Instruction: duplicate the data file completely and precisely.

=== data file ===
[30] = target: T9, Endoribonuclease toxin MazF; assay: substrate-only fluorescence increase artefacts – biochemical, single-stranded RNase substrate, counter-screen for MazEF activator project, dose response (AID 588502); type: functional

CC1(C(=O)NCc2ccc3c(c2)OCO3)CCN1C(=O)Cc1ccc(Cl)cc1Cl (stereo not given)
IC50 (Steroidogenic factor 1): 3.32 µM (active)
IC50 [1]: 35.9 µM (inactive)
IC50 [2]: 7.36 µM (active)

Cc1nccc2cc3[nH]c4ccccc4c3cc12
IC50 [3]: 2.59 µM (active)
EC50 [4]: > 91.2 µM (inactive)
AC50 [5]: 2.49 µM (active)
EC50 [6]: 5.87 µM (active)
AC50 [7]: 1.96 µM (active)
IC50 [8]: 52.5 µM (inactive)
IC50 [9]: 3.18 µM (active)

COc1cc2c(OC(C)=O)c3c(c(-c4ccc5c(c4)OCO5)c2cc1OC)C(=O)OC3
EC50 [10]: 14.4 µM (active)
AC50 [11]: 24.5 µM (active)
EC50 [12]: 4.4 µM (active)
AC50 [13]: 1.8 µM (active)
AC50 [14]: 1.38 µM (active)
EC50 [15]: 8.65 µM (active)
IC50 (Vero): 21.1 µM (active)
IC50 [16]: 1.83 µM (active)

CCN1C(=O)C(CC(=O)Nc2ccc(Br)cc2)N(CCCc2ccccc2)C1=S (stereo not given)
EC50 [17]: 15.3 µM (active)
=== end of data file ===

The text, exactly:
[30] = target: T9, Endoribonuclease toxin MazF; assay: substrate-only fluorescence increase artefacts – biochemical, single-stranded RNase substrate, counter-screen for MazEF activator project, dose response (AID 588502); type: functional

CC1(C(=O)NCc2ccc3c(c2)OCO3)CCN1C(=O)Cc1ccc(Cl)cc1Cl (stereo not given)
IC50 (Steroidogenic factor 1): 3.32 µM (active)
IC50 [1]: 35.9 µM (inactive)
IC50 [2]: 7.36 µM (active)

Cc1nccc2cc3[nH]c4ccccc4c3cc12
IC50 [3]: 2.59 µM (active)
EC50 [4]: > 91.2 µM (inactive)
AC50 [5]: 2.49 µM (active)
EC50 [6]: 5.87 µM (active)
AC50 [7]: 1.96 µM (active)
IC50 [8]: 52.5 µM (inactive)
IC50 [9]: 3.18 µM (active)

COc1cc2c(OC(C)=O)c3c(c(-c4ccc5c(c4)OCO5)c2cc1OC)C(=O)OC3
EC50 [10]: 14.4 µM (active)
AC50 [11]: 24.5 µM (active)
EC50 [12]: 4.4 µM (active)
AC50 [13]: 1.8 µM (active)
AC50 [14]: 1.38 µM (active)
EC50 [15]: 8.65 µM (active)
IC50 (Vero): 21.1 µM (active)
IC50 [16]: 1.83 µM (active)

CCN1C(=O)C(CC(=O)Nc2ccc(Br)cc2)N(CCCc2ccccc2)C1=S (stereo not given)
EC50 [17]: 15.3 µM (active)